On the Road: Vintage 'found' photographs of people and their beloved cars
As Britain recovers from a national fuel shortage, many of us will be pondering over our relationship with cars. For decades, they have held a magical place in our lives. Now a new book compiled by Lee Shulman features hundreds of "found" vintage photographs that capture the freedom and adventure of the open road.
Filmmaker Lee Shulman is the founder of The Anonymous Project, a venture he began in 2017 to collect and preserve colour slides from the last 70 years from all around the world. His collection today amounts to almost 800,000 individual Kodachrome slides – a type of film with chemicals that degrade over time and eventually fade completely, meaning that most slides will not survive beyond 50 years. It's for this reason that Shulman is on such a mission to document our past.
One recurring theme that stands out in Shulman's collection is how cars feature in many of the vintage images. So much so, he's collaborated with Hoxton Mini Press to publish a new book, On the Road, to bring us some highlights. In the book's foreword, he writes: "Like a trusted family member, they bring us great joy and pleasure and sometimes a little frustration – especially on a cold winter morning. They are a safe cocoon that transports us to new and wondrous places."
The discovered photos hail from the 1940s to the 1970s. Entirely anonymous and shot across the midcentury, the colour slides show vintage cars, family road trips, unplanned pit stops and endless vistas, conjuring the timeless exhilaration of life behind the wheel. "I am often amazed and profoundly touched by the incredible, intimate moments I discover in these little windows into our past," adds Shulman. "Like a road movie, together they form a bigger picture: that of our shared collective memory."
Shulman painstakingly sifted through the entire collection to choose each image for the book. It's a humbling treasure trove that after a year of lockdowns and restricted freedoms perhaps reminds us of our sense of adventure. "When I look at the images in this book, I often see less of the mechanical ingenuity of the cars caught on camera, and more of the personalities of these imposing machines," Shulman continues. "People had – and I suppose still have – a deep affection for these heavy lumps of metal, beautifully crafted into elegant symbols of status. It’s undeniable that the aesthetics of these cars from another time seem exotic today, and even a little unpractical, but they were made for the dreamers. They hinted at a hidden sense of adventure and elegance. They were their drivers' alter-egos."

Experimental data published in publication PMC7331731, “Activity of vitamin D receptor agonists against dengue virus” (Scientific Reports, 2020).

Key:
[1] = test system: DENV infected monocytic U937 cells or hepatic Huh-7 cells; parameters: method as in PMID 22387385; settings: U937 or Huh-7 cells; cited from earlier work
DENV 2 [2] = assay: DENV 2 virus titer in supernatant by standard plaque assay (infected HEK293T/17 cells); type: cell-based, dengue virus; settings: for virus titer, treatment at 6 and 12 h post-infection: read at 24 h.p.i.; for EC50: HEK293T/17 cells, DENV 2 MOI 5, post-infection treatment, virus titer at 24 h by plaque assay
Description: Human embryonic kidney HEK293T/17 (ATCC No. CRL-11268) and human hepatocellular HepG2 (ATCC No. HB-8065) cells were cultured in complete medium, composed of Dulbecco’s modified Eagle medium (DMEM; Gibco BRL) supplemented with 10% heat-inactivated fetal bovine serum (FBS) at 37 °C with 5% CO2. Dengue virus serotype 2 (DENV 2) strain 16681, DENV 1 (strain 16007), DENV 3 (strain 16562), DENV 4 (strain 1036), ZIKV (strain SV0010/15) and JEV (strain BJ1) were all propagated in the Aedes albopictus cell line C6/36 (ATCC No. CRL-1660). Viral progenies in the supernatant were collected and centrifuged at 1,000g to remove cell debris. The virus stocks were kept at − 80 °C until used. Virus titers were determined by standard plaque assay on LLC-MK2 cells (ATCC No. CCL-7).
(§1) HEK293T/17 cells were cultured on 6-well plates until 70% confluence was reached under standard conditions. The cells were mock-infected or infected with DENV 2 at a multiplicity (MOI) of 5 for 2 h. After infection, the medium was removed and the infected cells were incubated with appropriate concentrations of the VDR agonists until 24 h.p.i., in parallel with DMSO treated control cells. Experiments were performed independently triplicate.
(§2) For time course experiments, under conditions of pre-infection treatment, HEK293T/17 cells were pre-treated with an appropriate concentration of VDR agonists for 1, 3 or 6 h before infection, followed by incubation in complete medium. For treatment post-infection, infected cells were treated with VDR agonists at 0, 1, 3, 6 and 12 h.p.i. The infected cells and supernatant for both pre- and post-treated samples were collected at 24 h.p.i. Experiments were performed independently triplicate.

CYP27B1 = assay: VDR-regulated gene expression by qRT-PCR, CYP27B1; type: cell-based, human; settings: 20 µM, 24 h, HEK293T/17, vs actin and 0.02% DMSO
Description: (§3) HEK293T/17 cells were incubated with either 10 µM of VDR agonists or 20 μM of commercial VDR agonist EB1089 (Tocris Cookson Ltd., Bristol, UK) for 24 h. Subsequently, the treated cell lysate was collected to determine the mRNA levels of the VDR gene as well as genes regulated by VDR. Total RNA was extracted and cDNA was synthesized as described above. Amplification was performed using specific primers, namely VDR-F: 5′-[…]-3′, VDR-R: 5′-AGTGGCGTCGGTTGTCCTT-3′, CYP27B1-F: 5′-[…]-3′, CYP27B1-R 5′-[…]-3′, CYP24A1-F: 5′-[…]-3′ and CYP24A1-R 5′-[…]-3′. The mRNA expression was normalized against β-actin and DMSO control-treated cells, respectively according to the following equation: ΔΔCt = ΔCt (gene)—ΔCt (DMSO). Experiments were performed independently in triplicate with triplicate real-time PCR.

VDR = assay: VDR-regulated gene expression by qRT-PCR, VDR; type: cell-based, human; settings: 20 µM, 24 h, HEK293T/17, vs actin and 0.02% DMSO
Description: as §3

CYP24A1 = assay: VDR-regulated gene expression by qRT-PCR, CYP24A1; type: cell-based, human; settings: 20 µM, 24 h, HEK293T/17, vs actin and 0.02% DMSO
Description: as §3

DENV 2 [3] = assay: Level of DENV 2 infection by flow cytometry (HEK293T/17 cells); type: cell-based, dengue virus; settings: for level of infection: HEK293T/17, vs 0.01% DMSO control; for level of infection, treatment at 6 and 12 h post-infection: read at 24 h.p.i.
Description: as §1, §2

Shulman also points out how we all remember our first car – his was a "bright turquoise" Renault 5. "The freedom, liberty and responsibility of feeling like a real grown-up. That car made the world seem a little smaller. From being driven to driving myself, I felt that sense of transmission from one generation to the next: it's your turn now to take the wheel and find your own path," he adds.
But Shulman questions whether we feel the same way about the cars we drive now. Whether the magic still exists. "I guess function and form were a little further apart back in the day. Ok, so there were no seatbelts and you were lucky if your car didn't spontaneously combust, but when I see these stunning testaments to design I think maybe the risk was worth it."
When you consider your own relationship with cars, browsing through these photographs, you might also remember some fond memories. For Shulman he can still hear his parents singing along to the latest chart-toppers on the radio, "so wildly out of tune, but who cared? That was the point. That shared sense of moving forward together, going from one place to another," he writes, adding that it was "a moment out of time, away from the daily routine, the hope of a better future right around the corner".
The collection of images might feature cars, and it's a joy to see their various designs, but they mainly reveal more about the people who drove them. Shulman concludes: "All these people, unknown to me, are like one big family. We share in their experiences: fragments frozen in time forever. What was their journey? Where were they going?"
On the Road compiled by Lee Shulman, founder of The Anonymous Project, is published by Hoxton Mini Press. Visit hoxtonminipress.com to buy the book.